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A Look into the Future of Visual Studio

NEW YORK -- Aiming to give developers a better view into what to expect from the future of its development tools, Microsoft Tuesday used the VSLive! Conference here to lay out the road map for future versions of Visual Studio .NET and the Microsoft .NET Framework.

"We want to be more transparent in our road map," Eric Rudder, senior vice president of Server and Tools at Microsoft, told the assembled Visual Studio developers during his keynote.

Rudder said transparency in the company's plans will help customers better plan future investments.

"Microsoft's philosophy is to help developers achieve success with a comprehensive, integrated platform," Rudder said. "As customers deploy successful projects with Visual Studio .NET and the .NET Framework today, our goal is to provide a road map for upcoming product innovations to help them plan their next winning strategy."

The next version of Visual Studio .NET, slated to debut with 'Yukon' (the forthcoming version of SQL Server), is currently code-named 'Whidbey.' Rudder said the aim of Whidbey is to set a new standard for developer productivity, while providing enterprise-grade scalability and performance. He also noted that the Whidbey versions of Visual Studio .NET and the .NET Framework will support the latest Web services specifications through Web Services Enhancements (WSE) for Microsoft .NET.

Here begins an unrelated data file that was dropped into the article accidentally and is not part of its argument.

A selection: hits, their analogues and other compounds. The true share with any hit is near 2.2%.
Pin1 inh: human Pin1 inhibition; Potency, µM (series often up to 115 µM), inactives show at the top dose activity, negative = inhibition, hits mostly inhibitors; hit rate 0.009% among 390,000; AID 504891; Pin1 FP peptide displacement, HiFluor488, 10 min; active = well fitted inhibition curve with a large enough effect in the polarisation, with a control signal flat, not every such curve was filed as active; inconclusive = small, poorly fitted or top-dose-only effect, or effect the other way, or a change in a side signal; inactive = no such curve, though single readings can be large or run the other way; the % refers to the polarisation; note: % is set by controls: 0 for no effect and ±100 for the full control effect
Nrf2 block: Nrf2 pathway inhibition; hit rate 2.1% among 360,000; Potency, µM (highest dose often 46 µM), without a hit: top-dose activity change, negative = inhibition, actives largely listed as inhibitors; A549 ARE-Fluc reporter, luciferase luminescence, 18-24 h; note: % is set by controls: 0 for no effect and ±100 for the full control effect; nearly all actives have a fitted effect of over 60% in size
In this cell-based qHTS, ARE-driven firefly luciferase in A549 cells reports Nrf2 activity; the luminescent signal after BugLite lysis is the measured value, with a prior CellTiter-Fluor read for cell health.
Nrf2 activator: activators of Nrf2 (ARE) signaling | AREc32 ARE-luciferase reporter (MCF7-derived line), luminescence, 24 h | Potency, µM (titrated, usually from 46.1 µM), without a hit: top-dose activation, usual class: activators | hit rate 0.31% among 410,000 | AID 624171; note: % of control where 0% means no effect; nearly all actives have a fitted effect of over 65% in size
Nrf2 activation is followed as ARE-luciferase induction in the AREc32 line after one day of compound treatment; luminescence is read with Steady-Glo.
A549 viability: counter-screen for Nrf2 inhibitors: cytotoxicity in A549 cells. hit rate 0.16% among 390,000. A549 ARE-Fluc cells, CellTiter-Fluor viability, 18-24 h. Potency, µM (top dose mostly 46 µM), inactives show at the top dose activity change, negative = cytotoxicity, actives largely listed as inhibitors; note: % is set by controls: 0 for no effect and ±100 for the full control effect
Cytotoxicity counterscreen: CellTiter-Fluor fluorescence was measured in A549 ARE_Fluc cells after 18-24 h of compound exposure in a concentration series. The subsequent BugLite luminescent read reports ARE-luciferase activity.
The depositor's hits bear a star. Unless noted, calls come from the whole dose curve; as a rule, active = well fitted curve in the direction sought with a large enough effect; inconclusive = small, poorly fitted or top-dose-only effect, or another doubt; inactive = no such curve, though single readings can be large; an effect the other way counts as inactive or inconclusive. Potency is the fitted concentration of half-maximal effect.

Key new features slated for Whidbey include:

  • Enhanced debugging, no-touch deployment, and the return of the 'Edit and Continue' feature, all geared to enhancing developer productivity
  • Improvements to the .NET Framework that will allow existing .NET Framework 1.1 customers to take advantage of support for 64-bit CPUs, advances in security and administration, and improvements in performance and scalability, without source code changes
  • Enhanced Windows client application development capabilities that give developers new data and user interface controls and take advantage of deployment enhancements to make installation and versioning of applications simpler
  • Improvements to ASP.NET that include new controls for data access and visual appearance intended to reduce code in common scenarios by up to 70 percent; Microsoft claimed this will 'significantly' improve Web site performance while also providing for more robust and secure Web services
  • Extension of mobile application development for the .NET Compact Framework that will allow for the creation of applications that run on the latest devices, including Smartphones, Windows CE .NET 4.2-based devices, and the newest versions of the Pocket PC.

Microsoft said it also plans to "expand upon the unique strengths" of the four programming languages -- Visual Basic, Visual C++, Visual C# and Visual J# -- delivered with Whidbey (the .NET Framework supports more than 20 languages).

The company said the Whidbey release of Visual Basic will reduce coding associated with common programming tasks by more than 50 percent, with new runtime objects and methods providing direct access to the most frequently used functionality within the .NET Framework. Also, Microsoft said code editor enhancements will automatically author common programming tasks, allowing developers to "fill in the blanks."